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Council refuse to empty bins if liners aren’t tied

By Paul Ainsworth

A CARRYDUFF man who was forced to empty his own bin after a “bizarre” health and safety concern meant it was left untouched by binmen has hit out at  Castlereagh Borough Council. John McGoran of Manse Drive went out to collect his wheelie bin last week only to find it still full outside his home. He was further baffled when he found a note stuck to the bin stating staff had left it untouched as he had failed to tie the binliner inside it.

The note claimed untied bags were now a health and safety concern and that in future all similar bins would remain unemptied. However, Mr McGoran questioned the council’s fears, and also slammed the local authority for failing to give notice to ratepayers over the new policy.

“I’d gone out to bring the bin back in and found it was still full, even though I knew the bin lorry had been and gone,” he said.

“When I read the note claiming untied binliners were a hazard I laughed out loud. It’s bizarre, as surely the lorry itself does most of the hard work. However, it was the fact that they couldn’t give us a bit of notice on this that really annoyed me and I ended up bringing the rubbish to the dump myself. When I rang to complain, they told me they could come back the following day – if I’d tied the binliner of course – but I told them not to bother as I’d emptied it myself. The whole thing is a joke.”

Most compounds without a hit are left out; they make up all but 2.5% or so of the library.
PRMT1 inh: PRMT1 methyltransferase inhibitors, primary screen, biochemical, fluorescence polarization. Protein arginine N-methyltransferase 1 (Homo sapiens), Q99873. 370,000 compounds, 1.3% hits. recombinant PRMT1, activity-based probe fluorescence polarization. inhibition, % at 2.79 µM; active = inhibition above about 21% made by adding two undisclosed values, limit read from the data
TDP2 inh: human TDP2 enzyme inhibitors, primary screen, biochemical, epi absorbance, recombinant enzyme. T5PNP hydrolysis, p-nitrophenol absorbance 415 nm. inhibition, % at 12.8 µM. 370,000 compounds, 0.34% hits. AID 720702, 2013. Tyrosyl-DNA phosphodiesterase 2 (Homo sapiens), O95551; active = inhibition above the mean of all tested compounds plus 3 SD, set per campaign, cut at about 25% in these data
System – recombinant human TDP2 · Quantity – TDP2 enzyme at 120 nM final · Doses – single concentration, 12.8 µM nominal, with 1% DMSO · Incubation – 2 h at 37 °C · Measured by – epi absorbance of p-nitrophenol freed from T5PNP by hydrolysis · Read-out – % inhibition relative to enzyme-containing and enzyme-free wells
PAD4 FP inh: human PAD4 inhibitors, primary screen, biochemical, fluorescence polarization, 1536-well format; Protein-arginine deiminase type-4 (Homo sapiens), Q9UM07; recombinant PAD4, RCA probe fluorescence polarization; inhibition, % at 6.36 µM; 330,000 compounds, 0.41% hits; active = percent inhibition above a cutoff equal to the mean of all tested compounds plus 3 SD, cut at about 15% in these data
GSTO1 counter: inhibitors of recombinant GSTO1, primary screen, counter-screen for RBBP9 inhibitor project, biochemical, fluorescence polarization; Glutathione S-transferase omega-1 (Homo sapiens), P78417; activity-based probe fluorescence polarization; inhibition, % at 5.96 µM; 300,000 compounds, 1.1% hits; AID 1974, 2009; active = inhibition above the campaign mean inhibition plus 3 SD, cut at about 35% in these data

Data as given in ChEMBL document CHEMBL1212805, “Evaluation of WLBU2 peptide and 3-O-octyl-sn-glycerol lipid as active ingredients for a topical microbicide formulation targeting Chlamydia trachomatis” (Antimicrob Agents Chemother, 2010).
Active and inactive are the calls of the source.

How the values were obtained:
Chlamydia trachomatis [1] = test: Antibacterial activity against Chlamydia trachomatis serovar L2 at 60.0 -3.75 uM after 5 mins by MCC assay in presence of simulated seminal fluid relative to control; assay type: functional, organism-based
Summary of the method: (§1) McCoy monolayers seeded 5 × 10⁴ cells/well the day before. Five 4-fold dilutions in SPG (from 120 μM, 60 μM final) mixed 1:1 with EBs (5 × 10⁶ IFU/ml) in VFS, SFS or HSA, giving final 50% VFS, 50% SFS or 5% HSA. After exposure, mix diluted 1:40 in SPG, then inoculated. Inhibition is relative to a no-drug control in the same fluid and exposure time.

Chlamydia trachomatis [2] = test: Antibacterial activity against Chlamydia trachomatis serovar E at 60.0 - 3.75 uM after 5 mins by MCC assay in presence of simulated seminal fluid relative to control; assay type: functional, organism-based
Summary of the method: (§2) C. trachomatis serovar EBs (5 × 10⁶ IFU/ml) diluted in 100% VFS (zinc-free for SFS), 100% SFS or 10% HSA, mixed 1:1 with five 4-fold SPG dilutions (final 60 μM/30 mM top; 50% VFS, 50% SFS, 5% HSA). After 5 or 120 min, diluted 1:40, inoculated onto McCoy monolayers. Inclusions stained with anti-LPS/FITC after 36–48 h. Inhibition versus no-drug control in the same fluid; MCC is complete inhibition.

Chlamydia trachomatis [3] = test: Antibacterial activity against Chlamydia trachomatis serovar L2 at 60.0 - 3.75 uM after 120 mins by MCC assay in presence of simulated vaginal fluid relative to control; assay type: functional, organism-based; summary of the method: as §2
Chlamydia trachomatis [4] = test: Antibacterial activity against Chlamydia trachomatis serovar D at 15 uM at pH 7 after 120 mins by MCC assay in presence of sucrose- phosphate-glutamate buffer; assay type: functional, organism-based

However, a spokesperson for Castlereagh Council said the new rule was a result of several “minor incidents”, and a recent risk assessment.

“We introduced a new operational procedure to no longer collect bins with liners affixed to the rim or protruding from the bin,” they said.

“Where the Council was unable to collect bins, letters were issued to affected householders asking them to tie the bin liner within their bin and the Council would arrange for their bin to be collected either the same day or the following day.  There was no requirement for residents to empty their own bin.

“The new operational procedure was introduced due to the potential risk of injury to staff and members of the public from open bin liners catching on the loading mechanism of the refuse collection vehicle.  This could cause a risk of the bin and its contents coming into contact with refuse operatives or passers-by.

“The Council appreciates this change in operational procedure may initially cause minor disruption to some residents but would ask for their understanding during this transition period. “

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